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Unusual Outings: Wiggling to the finish line

Fish races at Monkey Pants are fun, new outing

 by Heather Wells  published on Thursday, April 21, 2005

Andrew Donaldson, left, squirts his goldfish with a water bottle to encourage it to the finish line.  The goldfish of ASU junior Jose Lugo, right, got off to a slow start.  /issues/arts/693003
Brandon Quester / STATE PRESS MAGAZINE
Andrew Donaldson, left, squirts his goldfish with a water bottle to encourage it to the finish line. The goldfish of ASU junior Jose Lugo, right, got off to a slow start.
 

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The referee, scantily clad in cowboy boots, a cowboy hat and a short denim skirt, climbs on the chair.

"I'm the boss," she yells. "Whatever I say, goes. No arguing."

She pulls the names of the first competitors out of a jar.

"Anchovies and Prince Albert, you guys are up," she says.

A guy and girl, both 20-somethings, get up and prepare for the big race.

"You ready?" the referee asks before blowing a whistle signaling that the race is on.

It's a Thursday night, also known as goldfish racing night, at Monkey Pants, an easy-to-miss bar in a strip mall on the northeast corner of Mill and Southern avenues.

Monkey Pants doesn't really differ in appearance from any other hole-in-the-wall hang out. There's a bar, as well as plenty of seating away from the bar, and pool tables and darts to keep patrons occupied.

But every Thursday night, the unassuming place has something unique to offer, as goldfish racers, a mainly younger crowd, compete for a $25 gift certificate to Fascinations, as well as a T-shirt and crown, if they're lucky.

Nicole Phillips, an ASU interior design junior, is a regular at goldfish racing night.

"Monkey Pants is like the Cheers of Tempe," Phillips says. "Everybody knows your name, and everybody knows your fish's name."

Monkey Pants supplies the goldfish. Before the races, people who want to race put their name and a made-up fish name on a slip of paper, which is then placed into a jar.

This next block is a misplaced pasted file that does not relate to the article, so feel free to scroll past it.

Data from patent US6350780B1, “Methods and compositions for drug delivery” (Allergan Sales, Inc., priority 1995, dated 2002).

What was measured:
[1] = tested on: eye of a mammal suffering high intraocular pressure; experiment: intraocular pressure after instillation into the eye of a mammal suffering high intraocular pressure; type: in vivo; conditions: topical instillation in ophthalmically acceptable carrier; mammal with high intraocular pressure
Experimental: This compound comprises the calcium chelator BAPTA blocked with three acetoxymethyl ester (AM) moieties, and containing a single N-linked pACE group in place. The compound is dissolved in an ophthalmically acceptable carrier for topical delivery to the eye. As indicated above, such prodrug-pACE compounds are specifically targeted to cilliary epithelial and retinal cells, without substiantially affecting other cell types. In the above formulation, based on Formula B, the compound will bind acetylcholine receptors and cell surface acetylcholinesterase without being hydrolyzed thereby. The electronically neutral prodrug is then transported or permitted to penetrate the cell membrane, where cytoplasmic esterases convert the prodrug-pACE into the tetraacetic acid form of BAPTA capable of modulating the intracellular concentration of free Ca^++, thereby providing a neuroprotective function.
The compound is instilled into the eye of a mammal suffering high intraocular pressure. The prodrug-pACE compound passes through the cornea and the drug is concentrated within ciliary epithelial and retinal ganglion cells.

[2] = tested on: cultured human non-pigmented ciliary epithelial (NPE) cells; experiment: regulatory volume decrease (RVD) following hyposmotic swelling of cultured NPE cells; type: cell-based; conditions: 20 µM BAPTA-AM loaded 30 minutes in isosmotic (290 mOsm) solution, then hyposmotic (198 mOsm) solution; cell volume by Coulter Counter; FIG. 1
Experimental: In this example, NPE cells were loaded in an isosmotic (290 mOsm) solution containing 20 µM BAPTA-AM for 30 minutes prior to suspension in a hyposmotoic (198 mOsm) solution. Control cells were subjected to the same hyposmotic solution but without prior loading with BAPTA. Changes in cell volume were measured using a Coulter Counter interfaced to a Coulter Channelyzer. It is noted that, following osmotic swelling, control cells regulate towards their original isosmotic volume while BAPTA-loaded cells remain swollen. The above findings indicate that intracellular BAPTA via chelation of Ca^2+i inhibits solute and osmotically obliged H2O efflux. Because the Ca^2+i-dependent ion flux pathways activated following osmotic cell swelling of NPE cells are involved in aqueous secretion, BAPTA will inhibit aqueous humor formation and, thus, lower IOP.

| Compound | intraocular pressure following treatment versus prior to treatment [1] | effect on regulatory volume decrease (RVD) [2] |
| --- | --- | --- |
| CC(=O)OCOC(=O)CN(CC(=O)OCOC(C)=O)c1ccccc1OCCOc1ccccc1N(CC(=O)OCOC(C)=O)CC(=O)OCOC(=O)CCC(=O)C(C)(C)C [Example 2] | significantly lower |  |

When called up to race, goldfish racers carefully choose a fish that looks energetic and ready to swim from a variety of about 15 fish individually placed in plastic dishes. They then pick up a squirt gun and prepare to launch their goldfish in a water-filled rain gutter, split down the middle to serve as two racing lanes, and squirt it to victory.

Kim Eicher, an ASU business management junior, is a seasoned goldfish racer. She says she found out about the bar through word of mouth.

"I've been a devoted fish racer for almost three months now," says the red-headed Irish girl who cheers the fish on louder than anyone else. "I love the atmosphere; it's a bunch of locals I know all drinking and racing fish."

The rules to racing are simple. Racers cannot touch their fish nor their opponent's fish; no squirting other fish or other people (this half of the rule is broken on a regular basis); if a racer's fish dies, participants don't get a rematch; and no feeding the fish, food or alcohol.

The consequence for breaking the rules?

"If you're caught cheating," the referee yells, "you will be kicked in the balls."

Winning at goldfish racing isn't just about luck. Like racing other animals, from horses to dogs, racers say it requires a selfless attitude and a love for the game.

"The secret to winning is by far the pep talk you give the fish beforehand," Eicher says. "When he knows that you're behind him 100 percent, he jets to the finish line. But if you're the preppy, don't-like-anything-dirty, has-to-win, self-centered person, this isn't for you."

Although a good-sized crowd, sometimes reaching upwards of 50 people, comes out for the goldfish racing, the races aren't always all fun and games. Occasionally, tragedy occurs.

A common mistake in fish racing is racing the fish too hard or too much. Although the fish may win the first couple of rounds, regular racers caution that the fish could die in the finals if raced repeatedly.

"I did have to attend a mass fish funeral," Eicher says. "We convened in the ladies room, four people in total, and ceremoniously flushed two beloved fish."

Fish racing is free and usually starts around 11 p.m. Come by 10:30 p.m., though, to sign up to race.

Reach the reporter at heather.wells@asu.edu.



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